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Why the White House’s South by South Lawn was so inspiring (and what it was missing)

DC Tech Meetup organizer Jessica Bell was one of the tech folks that took to the White House Monday for a Southwest-inspired event. Here's what she took away from the experience.

Some of the crew at the White House's South by South Lawn. (Photo by Jessica Bell)
This is a guest post by DC Tech Meetup organizer Jessica Bell.
The White House’s first South by South Lawn started off with a long line of interesting people.
I was with a group of amazing women from both coasts, including West Coast folks like Leanne Pittsford, the creator of Lesbians Who Tech; Ruthie Bendor, a developer from San Francisco and Kristen Werner from Facebook, plus Angélique Roché and Teresa Younger from the New York-based Ms. Foundation for Women and Moira Hardeck, Chief Executive Officer at Chicago-based Galvanize Labs. Waiting to go through security, we chatted about the state of women in tech, our careers and how diverse and creative the other attendees in the line looked!
After three security checks, we made it to the East Wing entrance and made our way through the halls of the White House, greeted by music performances, members of the White House Staff, art exhibits and the ever-present beauty of the house itself. Exiting onto the South Lawn, the festival was spread before us, including artistic installations, two main stages, a giant video projection screen and an alleyway of booths. Milling about the lawn were inspirational icons including US Chief Technology Officer Megan Smith and NASA astronaut Anne McClain.

The crowd in general was young, diverse, inspired and passionate. Conversations revolved around technological innovation in the government, the way that so many issues intersect with each other, a frustration on the lack of moment from the political machine and the excitement for technology in the hands of those working towards social justice and how it could create community driven solutions.
One glaring lack? Developers! Black Girls Code had a booth showcasing their work on getting young Black girls into coding and programming, and of the people I talked to all day, they seems to be some of the only programmers represented. If our future is going to be technical, and programmers are needed to build the solutions of the future, tech workers should be represented more equitably.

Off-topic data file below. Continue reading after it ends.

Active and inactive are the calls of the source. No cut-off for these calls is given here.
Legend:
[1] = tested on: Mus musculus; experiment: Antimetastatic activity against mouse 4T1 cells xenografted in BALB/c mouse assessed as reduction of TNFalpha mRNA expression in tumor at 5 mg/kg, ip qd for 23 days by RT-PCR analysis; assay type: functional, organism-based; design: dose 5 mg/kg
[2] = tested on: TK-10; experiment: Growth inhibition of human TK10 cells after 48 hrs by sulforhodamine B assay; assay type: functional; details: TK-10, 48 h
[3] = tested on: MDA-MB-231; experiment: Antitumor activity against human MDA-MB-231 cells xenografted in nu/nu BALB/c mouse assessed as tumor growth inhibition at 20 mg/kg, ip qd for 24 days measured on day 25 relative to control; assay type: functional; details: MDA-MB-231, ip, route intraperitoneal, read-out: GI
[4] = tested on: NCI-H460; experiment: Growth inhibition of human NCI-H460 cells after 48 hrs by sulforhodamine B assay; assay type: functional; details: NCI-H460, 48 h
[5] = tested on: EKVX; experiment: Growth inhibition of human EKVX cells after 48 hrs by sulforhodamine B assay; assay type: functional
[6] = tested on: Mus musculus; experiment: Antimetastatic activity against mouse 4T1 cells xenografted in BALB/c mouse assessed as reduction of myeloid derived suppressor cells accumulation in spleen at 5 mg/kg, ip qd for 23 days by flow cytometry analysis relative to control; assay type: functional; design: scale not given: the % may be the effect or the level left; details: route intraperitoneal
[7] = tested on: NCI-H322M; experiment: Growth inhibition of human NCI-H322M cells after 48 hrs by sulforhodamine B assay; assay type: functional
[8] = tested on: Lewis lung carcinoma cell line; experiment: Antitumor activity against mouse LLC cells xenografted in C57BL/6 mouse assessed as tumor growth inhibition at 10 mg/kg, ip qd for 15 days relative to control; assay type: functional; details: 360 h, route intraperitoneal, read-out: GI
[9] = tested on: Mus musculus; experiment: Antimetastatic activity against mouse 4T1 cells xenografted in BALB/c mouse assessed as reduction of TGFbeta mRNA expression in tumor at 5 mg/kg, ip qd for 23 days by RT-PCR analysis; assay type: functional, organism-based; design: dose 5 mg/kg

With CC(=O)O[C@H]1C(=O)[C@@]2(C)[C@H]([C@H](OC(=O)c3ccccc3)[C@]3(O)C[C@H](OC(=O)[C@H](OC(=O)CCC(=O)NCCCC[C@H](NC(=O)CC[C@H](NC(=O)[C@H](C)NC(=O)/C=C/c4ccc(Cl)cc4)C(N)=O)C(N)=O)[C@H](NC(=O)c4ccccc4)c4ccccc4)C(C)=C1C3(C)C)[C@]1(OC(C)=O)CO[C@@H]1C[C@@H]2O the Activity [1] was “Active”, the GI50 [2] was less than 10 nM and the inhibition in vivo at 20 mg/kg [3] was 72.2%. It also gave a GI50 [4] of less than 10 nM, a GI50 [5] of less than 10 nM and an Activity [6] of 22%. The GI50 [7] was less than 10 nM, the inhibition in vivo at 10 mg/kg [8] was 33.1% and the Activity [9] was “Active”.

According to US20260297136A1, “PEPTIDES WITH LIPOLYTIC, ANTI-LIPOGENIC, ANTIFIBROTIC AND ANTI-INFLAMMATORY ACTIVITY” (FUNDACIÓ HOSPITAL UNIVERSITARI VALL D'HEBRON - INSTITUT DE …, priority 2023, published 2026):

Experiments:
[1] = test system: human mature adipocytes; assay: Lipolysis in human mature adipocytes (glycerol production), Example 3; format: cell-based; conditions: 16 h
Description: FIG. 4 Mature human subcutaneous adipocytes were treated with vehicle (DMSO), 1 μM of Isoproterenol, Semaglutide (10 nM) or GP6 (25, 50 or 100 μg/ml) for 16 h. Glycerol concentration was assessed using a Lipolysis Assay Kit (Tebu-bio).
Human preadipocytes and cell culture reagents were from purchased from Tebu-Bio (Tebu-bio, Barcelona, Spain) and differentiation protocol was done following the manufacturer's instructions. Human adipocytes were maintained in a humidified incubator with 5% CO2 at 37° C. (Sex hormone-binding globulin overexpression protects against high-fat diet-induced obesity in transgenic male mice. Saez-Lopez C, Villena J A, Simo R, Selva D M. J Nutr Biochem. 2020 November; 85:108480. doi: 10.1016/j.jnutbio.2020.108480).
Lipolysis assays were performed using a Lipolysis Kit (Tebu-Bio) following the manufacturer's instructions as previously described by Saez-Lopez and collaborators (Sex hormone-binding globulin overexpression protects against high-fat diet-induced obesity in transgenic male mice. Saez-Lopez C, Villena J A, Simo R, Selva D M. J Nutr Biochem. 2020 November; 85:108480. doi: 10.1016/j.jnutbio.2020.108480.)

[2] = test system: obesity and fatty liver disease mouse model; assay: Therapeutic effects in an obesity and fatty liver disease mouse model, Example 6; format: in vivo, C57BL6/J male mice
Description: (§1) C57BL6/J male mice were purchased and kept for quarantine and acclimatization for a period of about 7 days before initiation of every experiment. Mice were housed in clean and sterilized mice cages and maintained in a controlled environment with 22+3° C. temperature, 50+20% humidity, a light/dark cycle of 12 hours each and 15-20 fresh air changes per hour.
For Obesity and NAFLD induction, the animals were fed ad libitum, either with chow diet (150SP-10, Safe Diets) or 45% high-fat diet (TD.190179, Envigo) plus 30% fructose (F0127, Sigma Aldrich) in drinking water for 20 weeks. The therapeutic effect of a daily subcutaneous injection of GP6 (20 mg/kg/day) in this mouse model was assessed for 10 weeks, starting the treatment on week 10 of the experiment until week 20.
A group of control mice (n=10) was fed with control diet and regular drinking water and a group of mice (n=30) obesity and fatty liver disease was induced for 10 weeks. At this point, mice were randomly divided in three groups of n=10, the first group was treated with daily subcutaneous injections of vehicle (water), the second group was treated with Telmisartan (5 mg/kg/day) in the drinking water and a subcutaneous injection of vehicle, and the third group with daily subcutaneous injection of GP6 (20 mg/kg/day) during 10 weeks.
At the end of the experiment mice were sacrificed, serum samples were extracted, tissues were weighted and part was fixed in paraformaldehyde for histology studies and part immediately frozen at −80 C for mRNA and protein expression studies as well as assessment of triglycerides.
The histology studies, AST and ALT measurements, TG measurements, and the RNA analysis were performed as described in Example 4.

I did run into Shannon Turner, the founder of Hear Me Code, and developers from US Digital Service so I am glad there were some local #DCTech powerhouses in attendance but would have liked to have seen developers at the booths talking about the technical preparation of some of these exhibits and represented on panels.
In the virtual reality department, there was a booth where attendees could experience President Obama’s trip to Yosemite.

Main themes through the afternoon revolved around prison and criminal justice reform, climate change and environmental preservation, and food technology. Artist Common spoke on the harm our Black and brown communities are facing in regards to the school to prison pipeline and police brutality they face. “Feeding the Future” panelists spoke on the lack of real healthy sustainable food futures and how food scarcity disproportionally affects low-income populations, as well as the need to preserve our natural environment to sustain the food needs of our ever growing population.
To cap off the evening, Leonardo DiCaprio spoke with President Obama and Katharine Hayhoe on climate change, political inaction and struggle and creating a narrative people can relate to on personal terms to effect action to preserve our natural environment.
Each panel, art performance and digital installation seemed to support each other, helping attendees to connect the dots as to why racism, food security, poverty and climate change are all interconnected and woven into our current society.
(Editor’s note: We’d be remiss not to mention how a crew lead by Brooklyn founder Jason Mowatt ran a swag surf during SXSL and the whole thing went viral. Plus, a pack of Baltimore makers built the SXSL sign.)
There was also a big board where people could post things that we still have left to do on these issues.

The night ended with a screening of Before the Flood, a documentary on climate change that was both a terrifying picture of political corruption and apathy, but also a desperate call to action. I left the evening feeling a mixture of anger, fear, drive and passion — ready to use my technical skills to effect change on a hyper local scale and hoping that others will do the same.


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